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The pilot of a Navajo Chieftain was intending to take off on runway 34L from the intersection of taxiway B 10 at Sydney, at night. A Saab 340 had been cleared to depart prior to the Chieftain. Another Saab 340 was on final approach to land on the same runway.

Once the departing Saab had been cleared to take off, the arriving Saab was cleared to land. The pilot of the Chieftain was then given a conditional clearance to line up on the runway, behind the landing aircraft. In the same transmission, the pilot was also given instructions regarding the direction of turn and heading to adopt after becoming airborne.

The pilot of the Chieftain heard the line-up clearance and the after take-off instructions, but did not hear the condition that he should line up behind the landing aircraft. The pilot read back the instructions he had heard to the controller, however, the controller did not notice that the condition on the line-up clearance was not read back to him. The Chieftain then commenced to line up on the runway. The pilot saw an aircraft on final approach to runway 34L as he lined up, and was expecting an immediate take-off clearance from the controller. The crew of the Saab noticed an aircraft on the runway and, after contacting the tower, commenced a go-around from a height of approximately 35 ft, overflying the stationary Chieftain at a height of about 150 ft.

The Civil Aviation Safety Authority recommends in Aeronautical Circular H12/95, that if an aeroplane is fitted with strobe lighting it should be turned on before entering an active runway. The pilot of the Chieftain believed that he had done so. However, neither the controller nor other flight crew recalled seeing the strobe lights of the Chieftain.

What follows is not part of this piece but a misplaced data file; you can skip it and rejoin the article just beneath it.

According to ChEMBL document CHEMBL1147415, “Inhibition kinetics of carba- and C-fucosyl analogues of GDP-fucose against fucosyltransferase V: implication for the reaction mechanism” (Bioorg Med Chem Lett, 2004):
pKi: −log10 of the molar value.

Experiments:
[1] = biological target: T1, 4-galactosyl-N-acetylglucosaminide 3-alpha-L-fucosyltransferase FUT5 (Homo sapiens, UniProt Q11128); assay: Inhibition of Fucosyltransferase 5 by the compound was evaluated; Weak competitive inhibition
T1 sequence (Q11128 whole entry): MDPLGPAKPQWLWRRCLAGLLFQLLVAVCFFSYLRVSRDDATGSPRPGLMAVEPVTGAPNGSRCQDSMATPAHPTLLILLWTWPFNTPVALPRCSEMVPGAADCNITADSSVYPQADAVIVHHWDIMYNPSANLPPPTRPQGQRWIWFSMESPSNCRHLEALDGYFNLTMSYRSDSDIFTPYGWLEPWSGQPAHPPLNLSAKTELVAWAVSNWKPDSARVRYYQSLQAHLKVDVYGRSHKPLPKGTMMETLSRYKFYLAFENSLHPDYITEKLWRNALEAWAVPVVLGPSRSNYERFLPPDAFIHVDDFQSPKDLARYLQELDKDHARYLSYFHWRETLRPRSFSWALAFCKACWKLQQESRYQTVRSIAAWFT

Although the conditional take-off instruction was correctly issued by the controller, the read-back of the clearance by the pilot was incomplete, which was not detected by the controller. When the Chieftain then entered the active runway it is possible that the pilot did not switch on the strobe lights, reducing the likelihood of the crew of the approaching Saab, and the controller, seeing the aircraft on the runway. The subsequent go-around of the Saab was initiated when the crew saw the aircraft on the runway. For undetermined reasons the controller did not notice by normal visual scan, or by reference to the surface movement radar, that the Chieftain had already entered the runway, contrary to its assigned clearance.

 
General details
Date: 14 May 1999 Investigation status: Completed 
Time: 1747 hours EST Investigation type: Occurrence Investigation 
Location   (show map):Sydney, Aero. Occurrence type:Runway incursion 
State: New South Wales Occurrence class: Operational 
Release date: 28 September 1999 Occurrence category: Incident 
Report status: Final Highest injury level: None 
 
Aircraft 1 details
Aircraft manufacturer: Piper Aircraft Corp 
Aircraft model: PA-31 
Aircraft registration: VH-XLB 
Serial number: 31-7852104 
Type of operation: Air Transport Low Capacity 
Damage to aircraft: Nil 
Departure point:Sydney, NSW
Destination:Unknown
Aircraft 2 details
Aircraft manufacturer: S.A.A.B. Aircraft Co 
Aircraft model: 340 
Aircraft registration: VH-LPI 
Serial number: 340A-151 
Type of operation: Air Transport Low Capacity 
Damage to aircraft: Nil 
Departure point:Unknown
Destination:Sydney, NSW
 
 
 
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Last update 13 May 2014